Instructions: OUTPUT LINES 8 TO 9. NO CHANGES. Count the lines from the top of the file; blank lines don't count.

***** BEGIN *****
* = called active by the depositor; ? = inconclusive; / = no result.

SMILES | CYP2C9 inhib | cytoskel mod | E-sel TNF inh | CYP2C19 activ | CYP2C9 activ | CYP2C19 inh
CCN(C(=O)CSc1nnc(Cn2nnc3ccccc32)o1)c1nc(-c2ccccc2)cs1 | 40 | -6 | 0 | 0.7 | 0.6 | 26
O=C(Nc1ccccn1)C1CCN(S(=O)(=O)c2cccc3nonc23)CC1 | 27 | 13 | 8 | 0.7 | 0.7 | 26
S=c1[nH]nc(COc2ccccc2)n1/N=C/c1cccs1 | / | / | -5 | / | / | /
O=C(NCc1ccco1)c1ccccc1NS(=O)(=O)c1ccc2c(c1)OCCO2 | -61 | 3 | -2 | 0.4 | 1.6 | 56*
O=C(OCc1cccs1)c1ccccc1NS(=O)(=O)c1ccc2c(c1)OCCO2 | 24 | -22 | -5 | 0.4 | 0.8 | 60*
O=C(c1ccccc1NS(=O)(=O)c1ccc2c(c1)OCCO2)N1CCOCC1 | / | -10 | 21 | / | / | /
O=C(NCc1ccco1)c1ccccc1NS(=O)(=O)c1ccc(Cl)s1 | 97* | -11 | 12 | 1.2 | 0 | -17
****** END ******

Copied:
O=C(c1ccccc1NS(=O)(=O)c1ccc2c(c1)OCCO2)N1CCOCC1 | / | -10 | 21 | / | / | /
O=C(NCc1ccco1)c1ccccc1NS(=O)(=O)c1ccc(Cl)s1 | 97* | -11 | 12 | 1.2 | 0 | -17